Secondly, I don’t know where the heck anything is. I’m still getting lost, it takes me twice as long to find supplies, and ALL OF THE EQUIPMENT IS DIFFERENT — The pumps are a different brand and can only handle one primary line and a piggy back – no adding channels…gotta get another pump…????, the tubing is different (as well as the way to prime), the IV angiocaths are different (I do need way more practice with sticks, though), the blood culture bottles are a different shape and color, the medication dispensing system is different, the labeling process for specimens is way more complicated (the hospital recently transitioned to EPIC, so I’m not sure they’ve caught up with what other hospitals are doing), labs are drawn from different colored tubes and therefore the order of draw is different, mixing antibiotics is more complicated, requires an extra step, AND an extra piece of equipment that I’m not used to either. I could go on…but all of these little things are slowing me down immensely.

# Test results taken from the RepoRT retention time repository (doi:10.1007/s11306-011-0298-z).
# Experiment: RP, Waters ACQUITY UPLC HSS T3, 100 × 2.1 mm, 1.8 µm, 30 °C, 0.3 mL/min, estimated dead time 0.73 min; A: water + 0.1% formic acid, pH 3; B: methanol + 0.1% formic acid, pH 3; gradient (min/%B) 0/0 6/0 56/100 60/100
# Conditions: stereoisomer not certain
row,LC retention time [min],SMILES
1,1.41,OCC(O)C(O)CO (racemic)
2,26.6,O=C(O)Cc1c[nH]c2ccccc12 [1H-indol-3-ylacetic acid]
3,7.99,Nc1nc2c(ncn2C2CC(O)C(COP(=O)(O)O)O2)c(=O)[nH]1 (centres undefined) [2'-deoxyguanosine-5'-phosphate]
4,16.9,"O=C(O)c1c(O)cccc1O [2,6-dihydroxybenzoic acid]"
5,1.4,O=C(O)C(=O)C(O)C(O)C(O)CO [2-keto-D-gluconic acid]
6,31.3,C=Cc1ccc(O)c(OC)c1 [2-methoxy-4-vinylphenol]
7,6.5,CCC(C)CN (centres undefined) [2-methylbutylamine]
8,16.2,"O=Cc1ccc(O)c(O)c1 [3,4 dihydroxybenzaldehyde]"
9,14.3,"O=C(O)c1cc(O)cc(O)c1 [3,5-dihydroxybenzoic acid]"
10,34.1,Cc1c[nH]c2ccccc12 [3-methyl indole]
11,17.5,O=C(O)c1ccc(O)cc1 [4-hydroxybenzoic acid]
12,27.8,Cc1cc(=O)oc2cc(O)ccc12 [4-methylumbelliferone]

Thirdly, I am getting different instructions and directions from each nurse I interact with, so if I do something that isn’t quite what that person does, I am also slowed down because they want to explain what they are doing and why. Most of the time, I learn something new and am very excited to have a more efficient way of doing a task! But sometimes I just want to tell them that my preceptor instructed me a certain way and I would like to keep that habit. For example, I am already familiar with EPIC, but this hospital just transitioned. There are a dozen different ways to find information in the EHR. I have my favorites saved and my hands literally have two years of muscle memory to find certain pieces of information very quickly. I’m having trouble finding the balance here. I love and appreciate each piece of advice, but in the end I am responsible for my license and charting, and as long as it accurately reflects the patient’s condition and care within facility policy and the board, it’s six of one and half a dozen of the other. If you’re reading this and have advice–let me know!!